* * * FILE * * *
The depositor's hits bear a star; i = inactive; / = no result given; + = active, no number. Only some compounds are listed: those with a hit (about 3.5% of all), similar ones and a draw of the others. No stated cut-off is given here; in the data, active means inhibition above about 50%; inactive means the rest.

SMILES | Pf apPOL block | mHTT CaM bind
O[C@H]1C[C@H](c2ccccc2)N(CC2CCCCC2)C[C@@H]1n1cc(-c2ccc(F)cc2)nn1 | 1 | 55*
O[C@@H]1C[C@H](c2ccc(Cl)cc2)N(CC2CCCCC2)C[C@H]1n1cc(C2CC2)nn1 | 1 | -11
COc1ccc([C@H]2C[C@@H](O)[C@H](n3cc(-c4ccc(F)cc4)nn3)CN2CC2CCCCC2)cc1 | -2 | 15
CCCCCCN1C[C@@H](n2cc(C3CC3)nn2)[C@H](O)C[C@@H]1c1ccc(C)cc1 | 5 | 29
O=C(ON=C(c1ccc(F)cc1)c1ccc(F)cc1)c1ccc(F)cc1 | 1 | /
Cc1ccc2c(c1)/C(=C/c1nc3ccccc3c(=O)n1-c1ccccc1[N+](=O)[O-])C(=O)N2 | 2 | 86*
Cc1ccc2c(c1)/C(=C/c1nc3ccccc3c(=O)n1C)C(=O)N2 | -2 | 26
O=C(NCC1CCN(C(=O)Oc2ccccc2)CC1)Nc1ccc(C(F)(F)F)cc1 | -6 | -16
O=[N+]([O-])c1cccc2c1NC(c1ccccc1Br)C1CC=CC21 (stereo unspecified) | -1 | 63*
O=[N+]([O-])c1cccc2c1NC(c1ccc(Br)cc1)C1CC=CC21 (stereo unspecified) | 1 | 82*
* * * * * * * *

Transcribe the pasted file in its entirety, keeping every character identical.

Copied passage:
The depositor's hits bear a star; i = inactive; / = no result given; + = active, no number. Only some compounds are listed: those with a hit (about 3.5% of all), similar ones and a draw of the others. No stated cut-off is given here; in the data, active means inhibition above about 50%; inactive means the rest.

SMILES | Pf apPOL block | mHTT CaM bind
O[C@H]1C[C@H](c2ccccc2)N(CC2CCCCC2)C[C@@H]1n1cc(-c2ccc(F)cc2)nn1 | 1 | 55*
O[C@@H]1C[C@H](c2ccc(Cl)cc2)N(CC2CCCCC2)C[C@H]1n1cc(C2CC2)nn1 | 1 | -11
COc1ccc([C@H]2C[C@@H](O)[C@H](n3cc(-c4ccc(F)cc4)nn3)CN2CC2CCCCC2)cc1 | -2 | 15
CCCCCCN1C[C@@H](n2cc(C3CC3)nn2)[C@H](O)C[C@@H]1c1ccc(C)cc1 | 5 | 29
O=C(ON=C(c1ccc(F)cc1)c1ccc(F)cc1)c1ccc(F)cc1 | 1 | /
Cc1ccc2c(c1)/C(=C/c1nc3ccccc3c(=O)n1-c1ccccc1[N+](=O)[O-])C(=O)N2 | 2 | 86*
Cc1ccc2c(c1)/C(=C/c1nc3ccccc3c(=O)n1C)C(=O)N2 | -2 | 26
O=C(NCC1CCN(C(=O)Oc2ccccc2)CC1)Nc1ccc(C(F)(F)F)cc1 | -6 | -16
O=[N+]([O-])c1cccc2c1NC(c1ccccc1Br)C1CC=CC21 (stereo unspecified) | -1 | 63*
O=[N+]([O-])c1cccc2c1NC(c1ccc(Br)cc1)C1CC=CC21 (stereo unspecified) | 1 | 82*